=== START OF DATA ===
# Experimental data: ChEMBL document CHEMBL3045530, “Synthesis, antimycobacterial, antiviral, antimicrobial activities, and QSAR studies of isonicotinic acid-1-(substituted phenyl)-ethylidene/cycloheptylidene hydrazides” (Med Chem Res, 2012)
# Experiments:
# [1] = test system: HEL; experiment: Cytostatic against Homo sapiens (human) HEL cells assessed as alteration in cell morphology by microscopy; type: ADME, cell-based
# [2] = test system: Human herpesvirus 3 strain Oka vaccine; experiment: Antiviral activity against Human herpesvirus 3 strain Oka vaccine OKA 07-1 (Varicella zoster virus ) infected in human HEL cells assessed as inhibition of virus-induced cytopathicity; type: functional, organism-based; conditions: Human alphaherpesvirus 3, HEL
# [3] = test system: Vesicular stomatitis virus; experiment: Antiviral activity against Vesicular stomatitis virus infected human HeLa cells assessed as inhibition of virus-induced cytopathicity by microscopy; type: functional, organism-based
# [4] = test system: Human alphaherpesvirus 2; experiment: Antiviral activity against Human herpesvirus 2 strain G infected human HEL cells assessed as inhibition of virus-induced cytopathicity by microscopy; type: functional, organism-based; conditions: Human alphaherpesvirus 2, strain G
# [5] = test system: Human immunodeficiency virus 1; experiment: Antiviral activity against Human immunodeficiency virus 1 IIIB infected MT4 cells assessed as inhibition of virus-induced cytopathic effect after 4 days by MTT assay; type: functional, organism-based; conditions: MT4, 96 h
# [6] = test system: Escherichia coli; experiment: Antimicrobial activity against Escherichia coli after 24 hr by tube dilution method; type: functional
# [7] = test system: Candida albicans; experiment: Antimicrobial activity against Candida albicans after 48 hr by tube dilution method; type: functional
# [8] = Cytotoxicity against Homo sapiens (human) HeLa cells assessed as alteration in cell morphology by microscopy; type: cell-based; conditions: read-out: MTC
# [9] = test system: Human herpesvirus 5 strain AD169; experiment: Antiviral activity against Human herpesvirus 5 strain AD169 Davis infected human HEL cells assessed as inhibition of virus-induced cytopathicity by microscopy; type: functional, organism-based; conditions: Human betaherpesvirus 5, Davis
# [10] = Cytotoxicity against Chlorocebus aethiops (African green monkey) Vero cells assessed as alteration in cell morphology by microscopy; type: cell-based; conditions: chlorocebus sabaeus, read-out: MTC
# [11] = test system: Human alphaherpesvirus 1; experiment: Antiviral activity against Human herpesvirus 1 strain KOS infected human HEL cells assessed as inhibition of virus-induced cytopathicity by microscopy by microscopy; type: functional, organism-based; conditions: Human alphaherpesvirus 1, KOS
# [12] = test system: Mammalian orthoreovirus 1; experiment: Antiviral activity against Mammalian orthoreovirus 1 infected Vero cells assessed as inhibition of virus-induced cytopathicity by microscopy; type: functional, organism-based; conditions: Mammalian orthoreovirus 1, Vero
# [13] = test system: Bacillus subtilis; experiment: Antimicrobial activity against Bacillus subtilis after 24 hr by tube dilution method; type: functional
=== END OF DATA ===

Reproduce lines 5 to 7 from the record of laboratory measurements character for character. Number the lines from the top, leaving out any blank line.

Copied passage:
# [3] = test system: Vesicular stomatitis virus; experiment: Antiviral activity against Vesicular stomatitis virus infected human HeLa cells assessed as inhibition of virus-induced cytopathicity by microscopy; type: functional, organism-based
# [4] = test system: Human alphaherpesvirus 2; experiment: Antiviral activity against Human herpesvirus 2 strain G infected human HEL cells assessed as inhibition of virus-induced cytopathicity by microscopy; type: functional, organism-based; conditions: Human alphaherpesvirus 2, strain G
# [5] = test system: Human immunodeficiency virus 1; experiment: Antiviral activity against Human immunodeficiency virus 1 IIIB infected MT4 cells assessed as inhibition of virus-induced cytopathic effect after 4 days by MTT assay; type: functional, organism-based; conditions: MT4, 96 h